Beginning with The Peculiarities of German History (1984),12 co-written by David Blackbourn, Geoff Eley has positioned himself at the forefront of efforts to revise the Sonderweg thesis and to overhaul the entire conceptual apparatus supporting it.13 Occupying himself in making the discussion of “modernity” relevant to the context of Wilhelmine Germany, he has staked out his specialty in expanding the understanding of political participation in this period.14 His book, Reshaping the German Right,15 while it deals with the emergence of radical nationalism in general and not völkisch nationalism per se (the categories overlap extensively but are not strictly interchangeable), has been hugely instructive in organizing my own thoughts about the völkisch movement proper.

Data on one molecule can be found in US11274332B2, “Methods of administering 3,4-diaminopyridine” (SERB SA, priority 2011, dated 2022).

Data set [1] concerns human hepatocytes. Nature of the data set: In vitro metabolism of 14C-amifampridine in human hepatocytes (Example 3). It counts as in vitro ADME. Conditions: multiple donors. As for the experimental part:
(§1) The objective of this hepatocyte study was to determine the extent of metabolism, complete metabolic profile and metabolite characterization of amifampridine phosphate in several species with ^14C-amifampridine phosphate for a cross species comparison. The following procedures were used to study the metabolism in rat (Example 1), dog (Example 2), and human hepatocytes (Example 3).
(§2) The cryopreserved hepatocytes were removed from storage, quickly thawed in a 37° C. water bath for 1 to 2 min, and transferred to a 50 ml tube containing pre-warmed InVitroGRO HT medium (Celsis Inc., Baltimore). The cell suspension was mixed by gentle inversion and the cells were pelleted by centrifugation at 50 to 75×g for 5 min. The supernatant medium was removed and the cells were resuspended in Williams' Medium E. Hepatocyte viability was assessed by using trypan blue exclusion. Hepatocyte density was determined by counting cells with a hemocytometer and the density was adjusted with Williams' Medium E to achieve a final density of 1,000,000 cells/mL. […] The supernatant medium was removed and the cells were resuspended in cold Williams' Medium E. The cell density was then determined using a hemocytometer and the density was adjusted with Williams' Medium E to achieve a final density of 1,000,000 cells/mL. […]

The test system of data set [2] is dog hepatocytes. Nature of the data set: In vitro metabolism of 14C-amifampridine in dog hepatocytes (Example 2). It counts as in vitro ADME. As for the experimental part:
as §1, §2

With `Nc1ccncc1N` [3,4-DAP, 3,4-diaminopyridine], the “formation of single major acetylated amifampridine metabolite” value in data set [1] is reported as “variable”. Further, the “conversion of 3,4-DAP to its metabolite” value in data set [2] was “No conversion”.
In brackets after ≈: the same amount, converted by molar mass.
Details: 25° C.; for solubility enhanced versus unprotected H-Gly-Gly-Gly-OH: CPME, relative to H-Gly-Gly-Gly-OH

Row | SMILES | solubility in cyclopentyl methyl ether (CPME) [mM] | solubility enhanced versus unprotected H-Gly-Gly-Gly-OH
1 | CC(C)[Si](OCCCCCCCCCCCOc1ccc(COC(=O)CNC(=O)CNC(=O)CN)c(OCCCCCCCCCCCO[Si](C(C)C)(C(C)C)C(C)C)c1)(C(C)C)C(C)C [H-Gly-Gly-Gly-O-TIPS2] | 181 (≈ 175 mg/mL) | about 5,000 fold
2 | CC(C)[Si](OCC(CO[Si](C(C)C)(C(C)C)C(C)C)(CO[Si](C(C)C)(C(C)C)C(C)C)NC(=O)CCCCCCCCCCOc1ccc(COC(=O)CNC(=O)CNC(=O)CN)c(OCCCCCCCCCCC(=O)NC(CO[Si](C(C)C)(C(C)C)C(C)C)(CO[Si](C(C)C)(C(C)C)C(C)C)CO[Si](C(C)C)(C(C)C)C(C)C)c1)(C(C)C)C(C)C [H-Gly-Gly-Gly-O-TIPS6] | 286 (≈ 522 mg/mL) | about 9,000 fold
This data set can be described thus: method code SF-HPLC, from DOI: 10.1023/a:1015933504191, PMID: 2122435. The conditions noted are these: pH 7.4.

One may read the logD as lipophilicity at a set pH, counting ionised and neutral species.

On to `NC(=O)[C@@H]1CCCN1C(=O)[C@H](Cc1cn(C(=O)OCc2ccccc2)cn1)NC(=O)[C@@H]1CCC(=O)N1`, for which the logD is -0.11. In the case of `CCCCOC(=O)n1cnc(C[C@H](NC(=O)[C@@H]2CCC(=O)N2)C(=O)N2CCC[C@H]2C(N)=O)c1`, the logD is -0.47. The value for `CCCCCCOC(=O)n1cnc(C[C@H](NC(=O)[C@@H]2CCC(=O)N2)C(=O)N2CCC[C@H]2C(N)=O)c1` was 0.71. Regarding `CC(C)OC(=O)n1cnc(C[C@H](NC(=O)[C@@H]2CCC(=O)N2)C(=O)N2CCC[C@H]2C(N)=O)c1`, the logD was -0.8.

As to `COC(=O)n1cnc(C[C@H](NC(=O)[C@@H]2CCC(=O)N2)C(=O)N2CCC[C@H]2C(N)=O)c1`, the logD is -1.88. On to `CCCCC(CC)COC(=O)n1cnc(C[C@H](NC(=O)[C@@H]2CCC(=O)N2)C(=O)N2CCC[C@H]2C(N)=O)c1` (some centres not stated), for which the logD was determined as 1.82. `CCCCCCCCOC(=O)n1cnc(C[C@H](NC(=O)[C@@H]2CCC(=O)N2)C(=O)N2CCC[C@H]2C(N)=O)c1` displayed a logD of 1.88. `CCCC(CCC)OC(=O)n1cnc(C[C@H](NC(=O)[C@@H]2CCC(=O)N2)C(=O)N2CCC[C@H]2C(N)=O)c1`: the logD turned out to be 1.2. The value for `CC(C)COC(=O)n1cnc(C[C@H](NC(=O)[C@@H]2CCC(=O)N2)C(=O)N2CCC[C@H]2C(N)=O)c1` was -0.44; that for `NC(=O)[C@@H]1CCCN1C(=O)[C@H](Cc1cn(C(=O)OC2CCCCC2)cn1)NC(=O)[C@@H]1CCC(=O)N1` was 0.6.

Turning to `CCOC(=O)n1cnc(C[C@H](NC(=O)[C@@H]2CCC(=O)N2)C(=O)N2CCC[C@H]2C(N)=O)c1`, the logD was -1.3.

The organizing premise of Jost Hermand’s useful study of völkisch utopianism, Der Alte Traum vom Neuen Reich, translated into English in 1992, initially invites heavy skepticism. The asseveration here is that liberal and leftist historians, in denying the progressive elements implicit in the “idea of the national community”—the former reducing patriotism to a set of abstract constitutional or civic prescriptions, the latter questioning the social legitimacy of the nation-state itself—have ceded the rhetorical advantage to their right-leaning colleagues. The risk of diverting collective appeals into chauvinist channels is, in his estimate, too real not to recoup some of the concept’s positive value from the ideological bankruptcy of rightist-authoritarian manipulation.16 Certainly, as a post-war reflex, the commitment to a rationalist and progressive politics as a prophylactic against any relapse into anti-modernist obscurantism or nationalist apologetics—argued most forcefully by Jürgen Habermas—was historically limited and bound to prejudice readings of Germany’s past. But Hermand’s line of argument, made from good intentions, rests on a very weak ontological basis, insofar as it presupposes the concept of “nation” as a self-evident and fixed category without critically examining its historically determined constructedness.17 Notwithstanding this caveat, he has devised a useful typology for organizing the shifting registers in which the Volksgemeinschft has historically been invoked and frustrated.